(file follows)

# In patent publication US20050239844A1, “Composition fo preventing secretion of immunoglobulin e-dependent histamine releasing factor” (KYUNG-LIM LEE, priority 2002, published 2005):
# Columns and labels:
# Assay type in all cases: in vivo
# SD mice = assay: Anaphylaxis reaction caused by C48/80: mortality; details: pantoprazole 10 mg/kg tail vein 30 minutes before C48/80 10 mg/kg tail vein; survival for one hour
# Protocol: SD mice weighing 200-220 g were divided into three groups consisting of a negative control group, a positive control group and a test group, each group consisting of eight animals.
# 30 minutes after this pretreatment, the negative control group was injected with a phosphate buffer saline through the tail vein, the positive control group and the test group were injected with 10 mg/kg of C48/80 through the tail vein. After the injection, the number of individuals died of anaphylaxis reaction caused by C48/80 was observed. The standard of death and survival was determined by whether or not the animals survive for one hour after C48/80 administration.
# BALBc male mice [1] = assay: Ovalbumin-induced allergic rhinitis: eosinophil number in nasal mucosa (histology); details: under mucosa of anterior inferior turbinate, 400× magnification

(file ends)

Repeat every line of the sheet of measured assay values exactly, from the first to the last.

# In patent publication US20050239844A1, “Composition fo preventing secretion of immunoglobulin e-dependent histamine releasing factor” (KYUNG-LIM LEE, priority 2002, published 2005):
# Columns and labels:
# Assay type in all cases: in vivo
# SD mice = assay: Anaphylaxis reaction caused by C48/80: mortality; details: pantoprazole 10 mg/kg tail vein 30 minutes before C48/80 10 mg/kg tail vein; survival for one hour
# Protocol: SD mice weighing 200-220 g were divided into three groups consisting of a negative control group, a positive control group and a test group, each group consisting of eight animals.
# 30 minutes after this pretreatment, the negative control group was injected with a phosphate buffer saline through the tail vein, the positive control group and the test group were injected with 10 mg/kg of C48/80 through the tail vein. After the injection, the number of individuals died of anaphylaxis reaction caused by C48/80 was observed. The standard of death and survival was determined by whether or not the animals survive for one hour after C48/80 administration.
# BALBc male mice [1] = assay: Ovalbumin-induced allergic rhinitis: eosinophil number in nasal mucosa (histology); details: under mucosa of anterior inferior turbinate, 400× magnification